So… each page costs 45 cents to digitize. A donation of $4.50 would usually digitize 10 pages. But because of the matching funds from Ancestry, that same donation will digitize 20 pages. For a flat $10, I can ensure that nearly 45 pages are protected. Go to $20 and it’s nearly 90 pages. And for $45, I can preserve 200 pages of these genealogical treasures.

I’m in.

How ’bout you? Just click on the #unselfie image above or this link and head over to the Preserve the Pensions website, then hit the Donate Now button.

And post your own #unselfie today.

It’s the least we can do to give back.


  1. “What is #GivingTuesday?,” ( : accessed 1 Dec 2014).
  2. Jesse Fore (Musician, Capt. Michael Gaffney’s Co., 1 Regiment South Carolina Militia, War of 1812), pension no. S.O. 4,553, S.C. 7,041; Case Files of Pension and Bounty-Land Applications Based on Service in the War of 1812, 1871-1900; Pension and Bounty Land Applications Based on Service between 1812 and 1855; Department of Veterans Affairs, Record Group 15; National Archives, Washington, D.C.
Posted in General | 2 Comments

Warning: very bad joke ahead

There is a really terrible, really old joke about an argument that takes place in Heaven between the forces of Light and the forces of Darkness about who is the better computer programmer, Jesus or the Devil.

(Now don’t go telling The Legal Genealogist you weren’t warned: Really terrible. Really old.)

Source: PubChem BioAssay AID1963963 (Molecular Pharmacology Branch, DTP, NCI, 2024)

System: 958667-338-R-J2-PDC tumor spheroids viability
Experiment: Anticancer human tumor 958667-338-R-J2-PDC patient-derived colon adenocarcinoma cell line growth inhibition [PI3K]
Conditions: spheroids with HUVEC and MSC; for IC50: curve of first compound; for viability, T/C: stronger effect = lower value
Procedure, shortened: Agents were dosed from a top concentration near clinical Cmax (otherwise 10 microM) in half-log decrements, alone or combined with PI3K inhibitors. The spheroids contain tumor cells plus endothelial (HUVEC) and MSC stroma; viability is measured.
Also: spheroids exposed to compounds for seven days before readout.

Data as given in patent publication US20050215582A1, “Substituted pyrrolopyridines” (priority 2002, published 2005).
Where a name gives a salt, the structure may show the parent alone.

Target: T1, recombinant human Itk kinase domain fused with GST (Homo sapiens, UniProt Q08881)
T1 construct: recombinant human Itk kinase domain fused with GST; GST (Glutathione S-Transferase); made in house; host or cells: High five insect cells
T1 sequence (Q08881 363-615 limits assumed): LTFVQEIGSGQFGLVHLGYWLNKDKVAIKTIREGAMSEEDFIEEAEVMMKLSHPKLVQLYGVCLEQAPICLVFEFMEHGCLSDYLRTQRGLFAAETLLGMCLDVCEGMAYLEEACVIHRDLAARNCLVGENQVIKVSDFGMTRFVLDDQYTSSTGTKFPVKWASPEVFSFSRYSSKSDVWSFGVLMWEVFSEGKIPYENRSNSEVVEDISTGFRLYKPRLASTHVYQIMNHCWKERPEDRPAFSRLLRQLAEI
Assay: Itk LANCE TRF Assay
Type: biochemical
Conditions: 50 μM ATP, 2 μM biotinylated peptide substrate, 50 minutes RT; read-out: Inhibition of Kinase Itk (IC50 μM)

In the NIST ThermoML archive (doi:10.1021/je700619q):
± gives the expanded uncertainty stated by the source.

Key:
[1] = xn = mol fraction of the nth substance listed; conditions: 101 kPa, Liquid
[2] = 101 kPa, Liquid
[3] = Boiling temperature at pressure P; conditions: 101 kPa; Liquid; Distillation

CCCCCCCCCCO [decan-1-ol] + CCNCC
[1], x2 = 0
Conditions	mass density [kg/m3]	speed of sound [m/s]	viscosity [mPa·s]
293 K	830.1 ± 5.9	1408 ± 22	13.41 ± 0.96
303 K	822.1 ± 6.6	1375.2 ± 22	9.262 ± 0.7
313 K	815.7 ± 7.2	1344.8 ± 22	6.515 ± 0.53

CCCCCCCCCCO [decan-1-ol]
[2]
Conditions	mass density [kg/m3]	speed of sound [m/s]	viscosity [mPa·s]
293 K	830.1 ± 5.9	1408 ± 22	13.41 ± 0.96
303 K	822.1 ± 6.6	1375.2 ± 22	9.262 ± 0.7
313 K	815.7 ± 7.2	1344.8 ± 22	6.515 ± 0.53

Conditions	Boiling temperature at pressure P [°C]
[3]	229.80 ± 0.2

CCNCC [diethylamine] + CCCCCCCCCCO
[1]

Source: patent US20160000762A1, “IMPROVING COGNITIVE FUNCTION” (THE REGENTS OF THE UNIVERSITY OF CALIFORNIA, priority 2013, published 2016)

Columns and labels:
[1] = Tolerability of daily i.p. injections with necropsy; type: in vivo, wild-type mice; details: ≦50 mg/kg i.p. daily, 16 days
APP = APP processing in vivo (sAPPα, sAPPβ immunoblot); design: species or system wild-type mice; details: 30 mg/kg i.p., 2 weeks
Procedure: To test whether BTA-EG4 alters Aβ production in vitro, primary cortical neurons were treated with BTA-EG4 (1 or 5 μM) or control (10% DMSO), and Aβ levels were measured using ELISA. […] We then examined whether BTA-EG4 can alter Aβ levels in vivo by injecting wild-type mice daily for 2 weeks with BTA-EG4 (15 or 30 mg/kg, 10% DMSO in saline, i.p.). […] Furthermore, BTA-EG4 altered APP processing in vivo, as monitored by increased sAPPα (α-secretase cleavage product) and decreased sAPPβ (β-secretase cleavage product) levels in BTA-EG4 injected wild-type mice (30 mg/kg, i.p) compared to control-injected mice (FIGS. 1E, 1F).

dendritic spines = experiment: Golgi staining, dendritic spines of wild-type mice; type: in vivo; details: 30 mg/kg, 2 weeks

Finally tired of all the bickering, God decides to put an end to the argument and sets up a test. Jesus at one computer terminal, the Devil at another computer terminal, a single problem they both have to solve… and a time limit.

Ding! The bell goes off and both begin furiously pecking at their keyboards.

Multiple Wired To BackupA few minutes later, just to make things interesting, there’s a crash of thunder!

But both programmers are focusing on the problem and neither is distracted.

A few minutes after that, there’s a flash of lightning!

But even that can’t distract the programmers from their task.

And a few minute later, with only a little bit of time left on the timer, the power goes out. Both computer hard drives spin down to a stop. Both computer monitors go black.

The air around the Devil’s terminal grows positively sulphurous. Even Jesus looks a little startled.

But then the power comes back on and both of them return to the task, furiously pecking away at their keyboards.

And just as the bell goes off to announce that time is up, Jesus proclaims: “Done!”